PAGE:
Lucknow, India Last month, 90-year-old Rena Chipper Pharma undertook a journey many thought impossible, undeterred by her age and ailments. I traveled to Pakistan to see her for the first time and she is home for the first time in 75 years.
When the British colonialists left the Indian subcontinent, they divided it into two states along religious lines – Hindu-majority India and Muslim-majority Pakistan, which included Bangladesh, then known as East Pakistan.
Partition, as it became known, forced more than 15 million people to move to the other side in what was the largest forced migration in the world. Nearly two million people died in riots during the exodus, and the bloody history of the partition still affects relations between the two countries.
Historic tensions between the two nuclear powers in South Asia have largely closed the border, leaving many people eager to visit their relatives and even their homes on the other side of the border.
Among them was Varma, who was 15 when her family fled Rawalpindi in 1947, and currently lives in the western Indian city of Pune. Since then, she has longed to visit her grandparents’ home in a “hostile” country.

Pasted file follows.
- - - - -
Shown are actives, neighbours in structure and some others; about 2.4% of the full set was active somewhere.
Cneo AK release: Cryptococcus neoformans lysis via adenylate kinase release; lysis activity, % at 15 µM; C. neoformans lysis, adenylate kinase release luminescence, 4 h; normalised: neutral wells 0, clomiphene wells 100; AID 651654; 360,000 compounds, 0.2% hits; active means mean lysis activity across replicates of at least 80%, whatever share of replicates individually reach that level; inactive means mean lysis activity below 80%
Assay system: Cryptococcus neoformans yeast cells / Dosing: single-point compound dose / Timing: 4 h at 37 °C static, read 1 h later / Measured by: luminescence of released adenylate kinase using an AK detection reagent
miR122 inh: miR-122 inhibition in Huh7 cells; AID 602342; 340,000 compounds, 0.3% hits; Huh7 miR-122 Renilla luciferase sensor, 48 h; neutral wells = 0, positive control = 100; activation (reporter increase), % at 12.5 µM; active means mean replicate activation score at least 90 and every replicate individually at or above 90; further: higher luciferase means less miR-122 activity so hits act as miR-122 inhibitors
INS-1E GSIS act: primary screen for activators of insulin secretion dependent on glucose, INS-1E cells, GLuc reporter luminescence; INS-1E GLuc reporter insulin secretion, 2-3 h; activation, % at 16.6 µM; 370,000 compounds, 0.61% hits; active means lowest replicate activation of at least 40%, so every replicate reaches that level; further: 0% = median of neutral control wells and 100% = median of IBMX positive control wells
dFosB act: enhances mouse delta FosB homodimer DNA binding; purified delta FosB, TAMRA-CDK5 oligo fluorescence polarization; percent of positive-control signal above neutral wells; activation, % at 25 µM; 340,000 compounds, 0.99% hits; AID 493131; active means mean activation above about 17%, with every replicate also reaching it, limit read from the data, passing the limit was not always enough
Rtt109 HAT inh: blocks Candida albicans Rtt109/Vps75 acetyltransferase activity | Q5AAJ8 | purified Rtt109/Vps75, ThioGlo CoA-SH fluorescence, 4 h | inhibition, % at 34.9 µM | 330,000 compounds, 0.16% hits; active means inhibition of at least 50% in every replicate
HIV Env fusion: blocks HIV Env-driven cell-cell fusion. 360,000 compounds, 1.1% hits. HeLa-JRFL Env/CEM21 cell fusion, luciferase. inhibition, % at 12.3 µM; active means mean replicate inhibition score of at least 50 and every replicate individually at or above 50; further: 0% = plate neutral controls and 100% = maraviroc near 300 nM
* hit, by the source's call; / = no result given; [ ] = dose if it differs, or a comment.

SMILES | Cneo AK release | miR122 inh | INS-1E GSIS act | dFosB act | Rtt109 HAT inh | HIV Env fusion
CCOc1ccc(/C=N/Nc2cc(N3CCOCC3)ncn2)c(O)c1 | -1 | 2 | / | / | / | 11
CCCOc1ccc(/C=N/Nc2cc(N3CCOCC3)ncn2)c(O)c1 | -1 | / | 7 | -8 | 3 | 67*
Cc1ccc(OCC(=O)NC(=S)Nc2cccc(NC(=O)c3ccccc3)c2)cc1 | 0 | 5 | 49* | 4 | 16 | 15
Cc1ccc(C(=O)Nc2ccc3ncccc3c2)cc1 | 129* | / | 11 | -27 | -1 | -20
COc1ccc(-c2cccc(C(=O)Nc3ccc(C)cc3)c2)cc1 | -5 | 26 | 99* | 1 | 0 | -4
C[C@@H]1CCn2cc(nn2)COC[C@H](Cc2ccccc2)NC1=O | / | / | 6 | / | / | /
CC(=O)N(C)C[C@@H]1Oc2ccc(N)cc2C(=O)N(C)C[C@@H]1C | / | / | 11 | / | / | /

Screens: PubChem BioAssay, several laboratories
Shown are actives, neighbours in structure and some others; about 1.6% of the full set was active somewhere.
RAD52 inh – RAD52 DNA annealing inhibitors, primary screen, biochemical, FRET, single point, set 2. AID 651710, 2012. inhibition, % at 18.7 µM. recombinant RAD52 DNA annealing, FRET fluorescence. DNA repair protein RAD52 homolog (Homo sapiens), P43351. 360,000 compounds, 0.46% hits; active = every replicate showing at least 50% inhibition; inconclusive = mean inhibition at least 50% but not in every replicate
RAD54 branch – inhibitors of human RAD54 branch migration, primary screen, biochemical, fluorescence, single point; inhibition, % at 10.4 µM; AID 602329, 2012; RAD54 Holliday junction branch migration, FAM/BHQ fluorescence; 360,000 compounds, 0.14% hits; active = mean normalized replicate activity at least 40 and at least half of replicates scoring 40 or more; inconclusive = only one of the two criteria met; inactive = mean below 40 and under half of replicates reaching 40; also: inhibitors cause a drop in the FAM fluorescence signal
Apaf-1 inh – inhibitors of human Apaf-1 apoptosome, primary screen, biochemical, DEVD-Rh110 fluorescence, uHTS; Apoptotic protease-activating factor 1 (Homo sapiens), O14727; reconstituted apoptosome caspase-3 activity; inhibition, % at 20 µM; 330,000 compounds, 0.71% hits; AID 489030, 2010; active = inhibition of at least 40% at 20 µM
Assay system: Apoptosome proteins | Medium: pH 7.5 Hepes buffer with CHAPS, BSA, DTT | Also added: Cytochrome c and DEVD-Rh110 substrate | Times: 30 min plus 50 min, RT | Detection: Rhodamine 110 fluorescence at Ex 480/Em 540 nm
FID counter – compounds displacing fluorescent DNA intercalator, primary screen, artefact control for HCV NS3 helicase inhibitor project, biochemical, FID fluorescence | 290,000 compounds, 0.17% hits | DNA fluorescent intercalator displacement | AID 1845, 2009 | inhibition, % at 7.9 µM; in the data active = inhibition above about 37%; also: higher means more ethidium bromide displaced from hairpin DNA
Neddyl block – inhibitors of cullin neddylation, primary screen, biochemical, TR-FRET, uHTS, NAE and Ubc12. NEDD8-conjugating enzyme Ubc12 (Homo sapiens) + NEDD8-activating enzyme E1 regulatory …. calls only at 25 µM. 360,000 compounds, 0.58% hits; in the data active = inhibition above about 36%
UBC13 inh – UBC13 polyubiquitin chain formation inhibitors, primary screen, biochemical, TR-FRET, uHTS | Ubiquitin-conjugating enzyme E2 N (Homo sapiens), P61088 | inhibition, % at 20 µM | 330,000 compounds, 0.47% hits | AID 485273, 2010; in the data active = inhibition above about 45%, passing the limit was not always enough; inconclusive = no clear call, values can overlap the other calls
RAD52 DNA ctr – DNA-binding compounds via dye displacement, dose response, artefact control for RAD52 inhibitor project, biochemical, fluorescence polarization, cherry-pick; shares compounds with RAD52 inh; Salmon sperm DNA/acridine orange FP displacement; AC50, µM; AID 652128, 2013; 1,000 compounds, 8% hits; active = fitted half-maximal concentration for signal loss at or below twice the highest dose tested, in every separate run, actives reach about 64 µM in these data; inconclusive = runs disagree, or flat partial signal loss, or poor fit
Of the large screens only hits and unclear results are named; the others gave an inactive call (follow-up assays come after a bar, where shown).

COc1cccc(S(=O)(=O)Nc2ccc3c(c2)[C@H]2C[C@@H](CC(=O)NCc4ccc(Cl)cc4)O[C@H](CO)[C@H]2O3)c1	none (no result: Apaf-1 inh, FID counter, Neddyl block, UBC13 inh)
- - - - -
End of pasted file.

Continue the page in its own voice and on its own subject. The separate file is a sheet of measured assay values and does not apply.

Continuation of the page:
“I closed my eyes,” she told Al Jazeera by phone. I couldn’t believe I was back home again. It felt like I was living there only yesterday.”
Varma emphasized that the two governments on both sides should allow people to meet easily. “Because they want it right,” she said.
Varma remembers the day when they had to flee Rawalpindi “as clear as day”. Her parents and siblings – two sisters and many brothers – arrived in India to start a new life. Varma said they all died before they were 75.
“We first went to Solan thinking we would come home one day. We didn’t expect that. India and Pakistan were divided and there was a lot of bloodshed, she said, referring to a mountain village in the northern Indian state of Himachal Pradesh.
Although her family did not experience any violence, they heard and read many stories of what happened, of people they knew who died on trains.
“We saw our parents cry a lot. “For two years, they couldn’t accept that they weren’t going home,” Varma said.
In the past 75 years, Varma made several plans for a trip to Rawalpindi, but it did not materialize, although she did travel to Lahore once when she was young.
“I always wanted to see my home again. I got my passport in 1965 but the person I was supposed to travel with couldn’t come and the plan was cancelled.
She renewed her passport in 2020, but the coronavirus pandemic again disrupted her plans. Meanwhile, I found a Facebook page for a group called the India-Pakistan Heritage Club, which offered to help Varma travel to Rawalpindi.
To visit Pakistan, an Indian citizen must have a host family in the country. And two Pakistani men, who are the founders of the group, have stepped up to take on the role.
Varma left for her daughter’s home in New Delhi last month. From there I went to Wagah, the border crossing station between India and Pakistan, in the western Indian state of Punjab.